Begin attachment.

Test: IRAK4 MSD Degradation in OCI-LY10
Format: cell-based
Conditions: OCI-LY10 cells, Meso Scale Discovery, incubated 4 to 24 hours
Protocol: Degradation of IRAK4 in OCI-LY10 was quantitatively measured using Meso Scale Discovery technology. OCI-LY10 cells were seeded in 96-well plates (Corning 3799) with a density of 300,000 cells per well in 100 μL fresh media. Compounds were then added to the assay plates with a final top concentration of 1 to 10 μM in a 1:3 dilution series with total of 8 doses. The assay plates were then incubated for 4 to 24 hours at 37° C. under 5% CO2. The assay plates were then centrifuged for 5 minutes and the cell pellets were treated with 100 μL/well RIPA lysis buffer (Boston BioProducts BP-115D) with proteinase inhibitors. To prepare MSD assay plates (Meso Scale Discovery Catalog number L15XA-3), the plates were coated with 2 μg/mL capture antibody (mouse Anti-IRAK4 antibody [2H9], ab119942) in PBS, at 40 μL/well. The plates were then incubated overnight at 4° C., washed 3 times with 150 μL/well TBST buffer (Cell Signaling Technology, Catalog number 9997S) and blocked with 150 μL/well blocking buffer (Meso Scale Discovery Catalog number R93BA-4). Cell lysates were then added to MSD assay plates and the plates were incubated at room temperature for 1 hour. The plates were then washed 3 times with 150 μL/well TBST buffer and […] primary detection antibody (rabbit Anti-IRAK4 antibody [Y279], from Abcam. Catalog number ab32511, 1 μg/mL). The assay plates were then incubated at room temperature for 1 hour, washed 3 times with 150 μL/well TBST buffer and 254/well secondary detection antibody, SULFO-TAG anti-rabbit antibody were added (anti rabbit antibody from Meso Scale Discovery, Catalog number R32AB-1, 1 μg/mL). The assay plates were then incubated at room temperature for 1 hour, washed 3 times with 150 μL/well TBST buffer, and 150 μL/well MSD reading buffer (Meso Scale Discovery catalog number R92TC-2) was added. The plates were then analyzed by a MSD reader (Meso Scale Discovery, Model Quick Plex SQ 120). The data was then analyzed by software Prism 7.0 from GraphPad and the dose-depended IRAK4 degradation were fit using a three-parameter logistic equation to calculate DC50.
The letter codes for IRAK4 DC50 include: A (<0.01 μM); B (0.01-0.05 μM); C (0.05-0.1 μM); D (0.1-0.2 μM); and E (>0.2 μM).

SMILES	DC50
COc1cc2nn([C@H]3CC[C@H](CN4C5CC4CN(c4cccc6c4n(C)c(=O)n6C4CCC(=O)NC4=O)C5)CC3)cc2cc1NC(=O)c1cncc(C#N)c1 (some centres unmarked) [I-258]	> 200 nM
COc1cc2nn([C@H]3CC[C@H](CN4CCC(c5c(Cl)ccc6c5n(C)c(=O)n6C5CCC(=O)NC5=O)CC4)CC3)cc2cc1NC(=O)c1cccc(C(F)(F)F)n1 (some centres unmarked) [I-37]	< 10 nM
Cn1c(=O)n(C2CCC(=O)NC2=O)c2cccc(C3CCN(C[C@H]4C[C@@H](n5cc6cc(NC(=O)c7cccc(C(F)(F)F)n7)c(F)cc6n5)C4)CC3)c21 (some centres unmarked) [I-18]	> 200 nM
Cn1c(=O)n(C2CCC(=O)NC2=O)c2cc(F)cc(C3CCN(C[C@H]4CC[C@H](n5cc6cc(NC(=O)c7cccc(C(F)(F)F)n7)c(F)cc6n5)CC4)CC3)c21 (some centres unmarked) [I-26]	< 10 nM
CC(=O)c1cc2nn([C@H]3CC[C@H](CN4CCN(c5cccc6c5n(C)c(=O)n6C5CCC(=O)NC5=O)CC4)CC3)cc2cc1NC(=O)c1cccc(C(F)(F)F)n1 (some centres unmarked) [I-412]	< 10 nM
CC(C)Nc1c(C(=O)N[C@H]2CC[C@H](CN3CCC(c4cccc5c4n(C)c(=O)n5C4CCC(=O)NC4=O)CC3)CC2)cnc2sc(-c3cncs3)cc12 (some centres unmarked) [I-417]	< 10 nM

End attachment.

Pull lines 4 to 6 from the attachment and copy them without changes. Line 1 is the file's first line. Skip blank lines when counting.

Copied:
Protocol: Degradation of IRAK4 in OCI-LY10 was quantitatively measured using Meso Scale Discovery technology. OCI-LY10 cells were seeded in 96-well plates (Corning 3799) with a density of 300,000 cells per well in 100 μL fresh media. Compounds were then added to the assay plates with a final top concentration of 1 to 10 μM in a 1:3 dilution series with total of 8 doses. The assay plates were then incubated for 4 to 24 hours at 37° C. under 5% CO2. The assay plates were then centrifuged for 5 minutes and the cell pellets were treated with 100 μL/well RIPA lysis buffer (Boston BioProducts BP-115D) with proteinase inhibitors. To prepare MSD assay plates (Meso Scale Discovery Catalog number L15XA-3), the plates were coated with 2 μg/mL capture antibody (mouse Anti-IRAK4 antibody [2H9], ab119942) in PBS, at 40 μL/well. The plates were then incubated overnight at 4° C., washed 3 times with 150 μL/well TBST buffer (Cell Signaling Technology, Catalog number 9997S) and blocked with 150 μL/well blocking buffer (Meso Scale Discovery Catalog number R93BA-4). Cell lysates were then added to MSD assay plates and the plates were incubated at room temperature for 1 hour. The plates were then washed 3 times with 150 μL/well TBST buffer and […] primary detection antibody (rabbit Anti-IRAK4 antibody [Y279], from Abcam. Catalog number ab32511, 1 μg/mL). The assay plates were then incubated at room temperature for 1 hour, washed 3 times with 150 μL/well TBST buffer and 254/well secondary detection antibody, SULFO-TAG anti-rabbit antibody were added (anti rabbit antibody from Meso Scale Discovery, Catalog number R32AB-1, 1 μg/mL). The assay plates were then incubated at room temperature for 1 hour, washed 3 times with 150 μL/well TBST buffer, and 150 μL/well MSD reading buffer (Meso Scale Discovery catalog number R92TC-2) was added. The plates were then analyzed by a MSD reader (Meso Scale Discovery, Model Quick Plex SQ 120). The data was then analyzed by software Prism 7.0 from GraphPad and the dose-depended IRAK4 degradation were fit using a three-parameter logistic equation to calculate DC50.
The letter codes for IRAK4 DC50 include: A (<0.01 μM); B (0.01-0.05 μM); C (0.05-0.1 μM); D (0.1-0.2 μM); and E (>0.2 μM).

SMILES	DC50